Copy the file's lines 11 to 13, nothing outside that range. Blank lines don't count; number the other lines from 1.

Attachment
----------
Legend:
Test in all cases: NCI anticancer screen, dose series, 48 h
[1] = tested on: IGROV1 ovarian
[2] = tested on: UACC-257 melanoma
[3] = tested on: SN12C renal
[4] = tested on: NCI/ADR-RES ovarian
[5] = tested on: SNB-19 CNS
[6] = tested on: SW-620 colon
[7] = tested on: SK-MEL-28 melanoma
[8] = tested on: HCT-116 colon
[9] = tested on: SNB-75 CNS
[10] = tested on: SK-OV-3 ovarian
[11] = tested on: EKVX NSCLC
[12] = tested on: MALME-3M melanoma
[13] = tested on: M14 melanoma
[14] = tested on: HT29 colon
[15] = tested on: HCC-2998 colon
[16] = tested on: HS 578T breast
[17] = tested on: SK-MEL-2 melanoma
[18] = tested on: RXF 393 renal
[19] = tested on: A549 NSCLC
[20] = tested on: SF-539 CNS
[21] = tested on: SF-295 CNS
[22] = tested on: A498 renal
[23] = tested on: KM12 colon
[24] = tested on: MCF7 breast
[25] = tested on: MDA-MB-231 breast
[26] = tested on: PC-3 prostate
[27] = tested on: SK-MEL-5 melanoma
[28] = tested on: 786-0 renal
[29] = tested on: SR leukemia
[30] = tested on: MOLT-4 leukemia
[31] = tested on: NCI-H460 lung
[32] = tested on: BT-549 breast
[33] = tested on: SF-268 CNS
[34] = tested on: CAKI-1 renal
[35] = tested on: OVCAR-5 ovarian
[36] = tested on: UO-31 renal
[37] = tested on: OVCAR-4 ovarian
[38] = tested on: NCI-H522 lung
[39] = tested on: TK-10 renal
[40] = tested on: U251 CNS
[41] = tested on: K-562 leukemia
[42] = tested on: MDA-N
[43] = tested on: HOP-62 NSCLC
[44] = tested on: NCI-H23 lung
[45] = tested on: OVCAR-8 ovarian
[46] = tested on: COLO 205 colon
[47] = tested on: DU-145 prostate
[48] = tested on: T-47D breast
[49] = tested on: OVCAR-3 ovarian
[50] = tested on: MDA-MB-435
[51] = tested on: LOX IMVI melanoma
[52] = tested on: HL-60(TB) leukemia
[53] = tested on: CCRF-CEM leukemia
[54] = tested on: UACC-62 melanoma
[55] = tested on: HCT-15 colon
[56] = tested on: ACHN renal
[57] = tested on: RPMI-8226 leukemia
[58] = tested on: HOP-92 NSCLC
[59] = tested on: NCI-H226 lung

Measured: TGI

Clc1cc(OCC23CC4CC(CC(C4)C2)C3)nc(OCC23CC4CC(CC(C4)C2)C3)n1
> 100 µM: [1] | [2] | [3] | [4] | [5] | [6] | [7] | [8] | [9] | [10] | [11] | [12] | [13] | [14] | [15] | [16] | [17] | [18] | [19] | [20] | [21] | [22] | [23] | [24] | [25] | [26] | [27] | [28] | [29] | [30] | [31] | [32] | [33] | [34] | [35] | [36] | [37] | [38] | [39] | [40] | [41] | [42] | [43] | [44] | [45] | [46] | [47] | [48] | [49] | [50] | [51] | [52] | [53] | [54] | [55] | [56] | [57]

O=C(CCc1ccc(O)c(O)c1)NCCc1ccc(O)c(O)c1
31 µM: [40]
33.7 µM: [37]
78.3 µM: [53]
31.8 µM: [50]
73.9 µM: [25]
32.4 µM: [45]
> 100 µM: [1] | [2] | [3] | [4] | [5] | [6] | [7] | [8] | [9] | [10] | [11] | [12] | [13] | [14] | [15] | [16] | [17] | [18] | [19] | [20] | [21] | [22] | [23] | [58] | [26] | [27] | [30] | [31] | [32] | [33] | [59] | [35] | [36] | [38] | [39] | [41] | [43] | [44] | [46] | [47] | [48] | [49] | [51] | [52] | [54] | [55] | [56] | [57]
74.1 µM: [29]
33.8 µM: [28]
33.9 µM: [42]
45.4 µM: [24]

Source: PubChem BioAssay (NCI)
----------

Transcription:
[9] = tested on: SNB-75 CNS
[10] = tested on: SK-OV-3 ovarian
[11] = tested on: EKVX NSCLC